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Combating Coronavirus: Emirati creates Twitter data analysis tool for Covid-19

Staff Report
Filed on June 9, 2020 | Last updated on June 9, 2020 at 04.40 pm

The web tool offers the public insights into conversations, emotions and sentiments about Coronavirus

An Emirati faculty member at Khalifa University of Science and Technology, Abu Dhabi has created a new web tool for the analysis of Covid-19 Twitter data in the UAE. This tool offers the public insights into conversations, emotions and sentiments concerning Coronavirus.

The tool titled 'Analysis of Cross-linguistic markers of Covid-19 Tweets in the UAE' shows that public sentiments remain positive and trustful of the government's actions towards mitigating the spread of the disease, reflecting the UAE's effective measures against Covid-19.

The web tool developed by Dr Aamna Mohammed Al Shehhi, Assistant Professor, Electrical Engineering and Computer Science, facilitated understanding of social impacts of Covid-19 by creating a Twitter dashboard that offers an insight into social media conversations among members of the public.

Analyzing linguistic markers in social media posts helps in assessing and evaluating changes in the narrative about Covid-19, while understanding the social and emotional reaction to different government actions.

Led by Dr. Aamna Mohammed Al Shehhi, the project to develop the web tool for Twitter analysis in the UAE, was also supported by the Emirates ICT Innovation Center (EBTIC), which is supported by Etisalat, BT, Khalifa University, and the UAE ICT Fund.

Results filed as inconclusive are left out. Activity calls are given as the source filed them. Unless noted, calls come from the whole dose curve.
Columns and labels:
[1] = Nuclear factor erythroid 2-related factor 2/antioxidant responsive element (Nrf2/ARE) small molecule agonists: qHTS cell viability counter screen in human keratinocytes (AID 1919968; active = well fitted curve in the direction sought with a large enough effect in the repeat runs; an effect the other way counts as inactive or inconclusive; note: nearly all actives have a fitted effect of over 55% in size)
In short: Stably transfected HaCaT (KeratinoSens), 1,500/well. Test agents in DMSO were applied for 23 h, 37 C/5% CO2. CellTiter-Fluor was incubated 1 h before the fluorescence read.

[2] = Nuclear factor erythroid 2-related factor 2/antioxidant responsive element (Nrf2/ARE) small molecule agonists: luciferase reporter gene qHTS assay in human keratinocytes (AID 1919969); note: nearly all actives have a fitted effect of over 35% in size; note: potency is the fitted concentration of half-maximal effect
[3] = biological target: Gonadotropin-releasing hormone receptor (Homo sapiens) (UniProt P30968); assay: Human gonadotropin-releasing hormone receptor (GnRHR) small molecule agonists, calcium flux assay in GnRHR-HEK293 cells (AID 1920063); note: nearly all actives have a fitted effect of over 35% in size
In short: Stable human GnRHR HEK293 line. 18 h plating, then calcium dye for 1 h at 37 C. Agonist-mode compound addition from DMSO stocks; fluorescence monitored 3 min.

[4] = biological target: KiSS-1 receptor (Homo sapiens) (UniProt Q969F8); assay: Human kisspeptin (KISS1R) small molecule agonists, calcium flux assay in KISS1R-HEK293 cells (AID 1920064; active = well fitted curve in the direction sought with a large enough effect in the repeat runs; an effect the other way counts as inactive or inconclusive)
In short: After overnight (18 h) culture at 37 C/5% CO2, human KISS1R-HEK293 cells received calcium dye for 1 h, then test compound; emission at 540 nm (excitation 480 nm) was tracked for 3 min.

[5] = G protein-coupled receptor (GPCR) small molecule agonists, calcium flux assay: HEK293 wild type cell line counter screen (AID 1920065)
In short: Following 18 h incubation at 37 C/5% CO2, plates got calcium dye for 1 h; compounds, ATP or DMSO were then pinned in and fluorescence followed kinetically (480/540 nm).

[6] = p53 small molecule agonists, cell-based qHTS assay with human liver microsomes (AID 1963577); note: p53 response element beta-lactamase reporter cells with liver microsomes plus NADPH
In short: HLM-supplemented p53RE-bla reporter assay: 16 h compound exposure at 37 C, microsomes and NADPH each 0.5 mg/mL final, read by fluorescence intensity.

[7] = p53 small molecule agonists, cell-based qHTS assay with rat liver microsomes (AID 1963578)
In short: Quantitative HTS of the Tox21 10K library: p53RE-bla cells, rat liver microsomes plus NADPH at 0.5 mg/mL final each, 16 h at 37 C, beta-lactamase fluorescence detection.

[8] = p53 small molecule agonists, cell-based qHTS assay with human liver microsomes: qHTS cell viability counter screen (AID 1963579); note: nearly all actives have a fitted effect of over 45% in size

Dr. Al Shehhi said this Twitter analysis indicates the ever-increasing role of social media and its impact on policy-making.

"Such understanding enables large-scale opportunities for information-seeking, and practice-sharing to calm people down, and understanding of the differences in the Covid-19 narrative delivered across languages. It also provides a tool to measure the Covid-19 impact on social well-being. Integrating Twitter dashboard analysis therefore can help policymakers during the decision-making process," she said.

The study assessed tweets both in English and Arabic between January 1 and May 1. The topic of tweets ranged from the origin of the disease, spread of the disease, government response, and treatment, in addition to common themes of daily tweets.

The data showed that in early January, at the beginning of the observation period, panic behaviour was noticed in both Arabic and English tweets on Covid-19. However, since January-end, there was a greater spread of positive and hopeful sentiment, which increased over time. This increase in positivity is attributed to different government actions, such as restrictions of movement at national borders and strengthening of the healthcare system.


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